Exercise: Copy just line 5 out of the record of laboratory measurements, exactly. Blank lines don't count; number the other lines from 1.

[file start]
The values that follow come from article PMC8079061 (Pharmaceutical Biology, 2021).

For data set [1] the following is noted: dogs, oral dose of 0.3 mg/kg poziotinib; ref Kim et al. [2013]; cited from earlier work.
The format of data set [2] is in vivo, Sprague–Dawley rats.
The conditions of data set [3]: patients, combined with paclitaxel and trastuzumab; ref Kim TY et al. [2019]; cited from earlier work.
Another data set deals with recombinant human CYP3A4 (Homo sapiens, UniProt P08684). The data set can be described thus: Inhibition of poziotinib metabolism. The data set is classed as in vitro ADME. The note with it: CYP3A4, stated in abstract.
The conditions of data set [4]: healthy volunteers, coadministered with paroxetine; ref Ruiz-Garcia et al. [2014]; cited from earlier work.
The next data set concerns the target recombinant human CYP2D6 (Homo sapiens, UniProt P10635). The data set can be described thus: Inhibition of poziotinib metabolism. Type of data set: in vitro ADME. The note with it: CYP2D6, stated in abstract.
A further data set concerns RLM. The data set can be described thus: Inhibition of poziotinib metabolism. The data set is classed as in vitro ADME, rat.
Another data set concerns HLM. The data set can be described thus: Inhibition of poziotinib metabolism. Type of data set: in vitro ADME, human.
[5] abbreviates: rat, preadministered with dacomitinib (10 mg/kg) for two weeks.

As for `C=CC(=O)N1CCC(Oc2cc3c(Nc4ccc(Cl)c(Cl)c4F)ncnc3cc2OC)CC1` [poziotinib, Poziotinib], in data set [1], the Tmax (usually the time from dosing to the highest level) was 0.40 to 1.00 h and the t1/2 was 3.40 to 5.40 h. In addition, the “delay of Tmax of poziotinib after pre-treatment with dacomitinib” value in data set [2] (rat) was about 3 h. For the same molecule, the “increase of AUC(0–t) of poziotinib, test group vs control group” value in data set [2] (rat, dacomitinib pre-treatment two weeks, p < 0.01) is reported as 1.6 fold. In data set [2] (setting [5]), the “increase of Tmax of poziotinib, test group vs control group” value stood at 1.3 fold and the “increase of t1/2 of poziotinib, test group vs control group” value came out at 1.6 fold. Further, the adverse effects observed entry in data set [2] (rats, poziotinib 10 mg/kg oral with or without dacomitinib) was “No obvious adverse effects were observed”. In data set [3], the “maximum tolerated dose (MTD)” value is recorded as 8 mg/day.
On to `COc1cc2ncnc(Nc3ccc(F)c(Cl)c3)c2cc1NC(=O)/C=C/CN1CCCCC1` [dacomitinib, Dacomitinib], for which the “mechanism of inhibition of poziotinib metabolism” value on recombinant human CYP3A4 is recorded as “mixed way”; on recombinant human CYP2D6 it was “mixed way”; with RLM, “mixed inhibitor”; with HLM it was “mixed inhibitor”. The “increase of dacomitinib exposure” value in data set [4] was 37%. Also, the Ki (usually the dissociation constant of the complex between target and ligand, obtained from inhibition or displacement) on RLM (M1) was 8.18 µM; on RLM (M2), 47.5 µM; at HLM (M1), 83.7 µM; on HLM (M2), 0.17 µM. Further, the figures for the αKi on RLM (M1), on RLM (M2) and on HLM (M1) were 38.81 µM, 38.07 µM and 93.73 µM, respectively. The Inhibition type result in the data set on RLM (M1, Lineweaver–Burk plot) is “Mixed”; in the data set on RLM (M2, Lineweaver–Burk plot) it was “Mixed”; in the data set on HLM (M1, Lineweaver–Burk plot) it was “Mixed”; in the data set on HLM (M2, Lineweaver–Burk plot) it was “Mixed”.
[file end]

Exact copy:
Another data set deals with recombinant human CYP3A4 (Homo sapiens, UniProt P08684). The data set can be described thus: Inhibition of poziotinib metabolism. The data set is classed as in vitro ADME. The note with it: CYP3A4, stated in abstract.